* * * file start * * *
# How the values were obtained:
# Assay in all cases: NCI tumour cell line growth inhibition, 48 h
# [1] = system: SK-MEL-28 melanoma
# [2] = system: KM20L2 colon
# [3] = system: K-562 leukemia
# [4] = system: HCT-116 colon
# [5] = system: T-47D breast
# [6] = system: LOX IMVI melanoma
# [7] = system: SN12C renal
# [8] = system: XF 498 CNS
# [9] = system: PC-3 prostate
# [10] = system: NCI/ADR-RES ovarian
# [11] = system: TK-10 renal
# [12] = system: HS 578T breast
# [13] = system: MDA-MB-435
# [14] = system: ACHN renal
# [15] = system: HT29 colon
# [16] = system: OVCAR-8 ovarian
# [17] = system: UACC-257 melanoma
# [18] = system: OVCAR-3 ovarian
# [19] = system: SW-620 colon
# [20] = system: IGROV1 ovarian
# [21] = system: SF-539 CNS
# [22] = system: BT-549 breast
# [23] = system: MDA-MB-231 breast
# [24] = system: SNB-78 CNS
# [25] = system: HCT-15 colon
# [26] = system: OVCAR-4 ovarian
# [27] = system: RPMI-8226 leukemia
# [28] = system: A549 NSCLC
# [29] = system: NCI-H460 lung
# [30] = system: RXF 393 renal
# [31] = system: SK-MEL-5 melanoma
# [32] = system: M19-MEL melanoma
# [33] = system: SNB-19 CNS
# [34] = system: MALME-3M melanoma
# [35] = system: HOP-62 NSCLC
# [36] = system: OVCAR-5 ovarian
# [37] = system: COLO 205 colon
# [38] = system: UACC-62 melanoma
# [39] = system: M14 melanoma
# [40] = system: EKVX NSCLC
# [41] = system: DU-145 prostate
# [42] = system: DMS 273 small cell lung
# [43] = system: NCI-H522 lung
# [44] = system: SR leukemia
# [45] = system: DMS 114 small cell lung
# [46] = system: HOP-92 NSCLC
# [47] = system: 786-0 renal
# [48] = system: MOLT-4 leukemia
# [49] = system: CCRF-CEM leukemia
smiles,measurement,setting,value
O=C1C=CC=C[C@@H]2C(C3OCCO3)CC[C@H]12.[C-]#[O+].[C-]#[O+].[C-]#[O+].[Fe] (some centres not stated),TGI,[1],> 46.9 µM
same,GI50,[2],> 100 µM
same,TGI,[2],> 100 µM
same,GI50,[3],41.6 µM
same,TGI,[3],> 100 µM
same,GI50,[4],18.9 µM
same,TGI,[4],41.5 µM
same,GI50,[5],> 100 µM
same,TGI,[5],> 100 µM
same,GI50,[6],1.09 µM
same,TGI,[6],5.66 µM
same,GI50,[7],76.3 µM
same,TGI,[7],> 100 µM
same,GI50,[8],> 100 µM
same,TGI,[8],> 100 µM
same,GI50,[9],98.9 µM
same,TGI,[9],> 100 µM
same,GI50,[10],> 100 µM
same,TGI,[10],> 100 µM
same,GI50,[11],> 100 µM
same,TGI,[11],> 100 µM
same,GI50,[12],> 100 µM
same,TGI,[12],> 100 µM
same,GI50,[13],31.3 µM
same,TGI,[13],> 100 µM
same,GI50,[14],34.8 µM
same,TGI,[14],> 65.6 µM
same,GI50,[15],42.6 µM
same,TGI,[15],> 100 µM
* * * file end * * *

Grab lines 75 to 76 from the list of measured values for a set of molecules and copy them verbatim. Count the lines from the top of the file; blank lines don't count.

same,TGI,[12],> 100 µM
same,GI50,[13],31.3 µM